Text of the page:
March 30, 2021

John Thompson: Public Education Under Fire In Oklahoma

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The moves against public education in Oklahoma have come thick and fast, but John Thompson is here to break down this week’s worth of assaults, from an unprecedented (and probably illegal) money grab, to public officials mocking public schools on line.

In the last week, alone, Diane Ravitch and the Network for Public Education reported on efforts to advance the corporate reform agenda in Iowa,  KentuckyTexas,  ArizonaMontana,  FloridaNew HampshireMassachusetts, and Indiana. Even as public education and America as a whole is threatened by COVID-19, privatizers are doubling down on their politics of destruction.

This is an overview, with some background information, on last week’s assaults on public schools in Oklahoma.

Just before the Oklahoma State Department of Education Board (SDE) meeting, Oklahoma Watch’s Jennifer Palmer tweeted, “Pretty standard agenda but I will be listening and watching the executive session items in particular.”

However, the executive session generated a “Resolution” on “the interpretation and implementation of laws regarding funding of charter schools” so charters will now receive funding from the “General Fund, the Building Fund, [and] all other Local Revenue” in addition to the state funding they have received. This blockbuster resolution prompted headlines such as, “Oklahoma Charter Schools Granted Local Tax Revenue in ‘Seismic’ Settlement.

The Oklahoma Choice Matters celebrated the tens of millions of dollars that was being inexplicably bestowed on virtual and in-person charters, “We are thrilled to see the Board of Education vote to provide these schools with more resources and support.”

Surprised educators had been taught that it is the legislature (and local governmental bodies) that appropriate funding, after following established procedures that provide at least some transparency (and/or voters’ approval.) After such a bill passed both houses, we thought, it became law after the governor signed it. Is it possible that our constitution was amended when we were struggling, distracted by the challenges of the COVID pandemic?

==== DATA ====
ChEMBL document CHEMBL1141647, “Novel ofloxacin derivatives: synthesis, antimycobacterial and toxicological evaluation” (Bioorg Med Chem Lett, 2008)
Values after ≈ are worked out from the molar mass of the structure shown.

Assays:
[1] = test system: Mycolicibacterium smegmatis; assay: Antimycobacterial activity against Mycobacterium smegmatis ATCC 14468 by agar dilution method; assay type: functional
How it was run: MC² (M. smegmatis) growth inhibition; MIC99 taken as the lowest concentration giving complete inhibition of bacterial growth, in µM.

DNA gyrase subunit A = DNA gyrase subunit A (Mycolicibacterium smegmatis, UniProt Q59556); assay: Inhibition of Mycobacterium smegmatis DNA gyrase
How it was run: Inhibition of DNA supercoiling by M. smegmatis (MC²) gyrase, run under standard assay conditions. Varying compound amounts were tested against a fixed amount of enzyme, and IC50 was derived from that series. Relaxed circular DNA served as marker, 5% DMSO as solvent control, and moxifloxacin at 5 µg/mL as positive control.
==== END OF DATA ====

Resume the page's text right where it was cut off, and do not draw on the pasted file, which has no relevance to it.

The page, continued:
Nope, our laws haven’t changed. But, as was explained by the Tulsa World’s Andrea Eger, the SDE Board voted 4-3 to settle a lawsuit by the Oklahoma Public Charter School Association which said that existing state laws were being “misinterpreted.” The four “yes” votes came from appointees of Gov. Kevin Stitt.

Eger noted that Trent Smith had recently been appointed after Stitt’s “abruptly giving the boot to former board member Kurt Bollenbach.” Bollenbach had supported masking mandates in schools and sanctions against Epic Charter Schools. And according to Eger:

Smith appeared to be reading the wording of his motion from his computer screen during the virtual meeting, saying, “My motion is to adopt a board resolution to equalize funding between all public schools and charter schools, thereby settling the lawsuit by the Oklahoma Public Charter School Association.”

The World also explained that State Superintendent Joy Hofmeister “made a point of revealing that the settlement offer had been received only one day earlier.” She opposed the resolution, “Based on legal advice, this violates Oklahoma statute, Oklahoma Constitution and the oath that I swore to uphold when I took office.”

Eger further explained that this case dated back to collaboration in 2017 between the National Alliance for Public Charter Schools and Oklahoma charter advocates. Back then, the resolution would have cost the Tulsa Public Schools and Oklahoma City Public Schools between $1 million and $1.5 million each, per year.

Also, Education Watch’s Palmer and Whitney Bryen provided background information on the suit’s legal issues. Choice advocates argued that charter schools were supposed to receive state aid and “any other state-appropriated revenue,” and that such schools are eligible for “any other aid, grants or revenues allowed to other schools.” But “in 2006, the legislature amended the act and only left in ‘state aid revenue.’” Moreover, “the legislature has amended the act several times since then, the portion on funding has remained unchanged.”

Moreover, according to the Lawton Constitution, Oklahoma State School Boards Association Executive Director Shawn Hime further explained that the Oklahoma Charter School Act “never allowed charter schools, which do not have publicly-elected boards, to levy taxes, issue bonds or receive local property tax revenue for building funds.”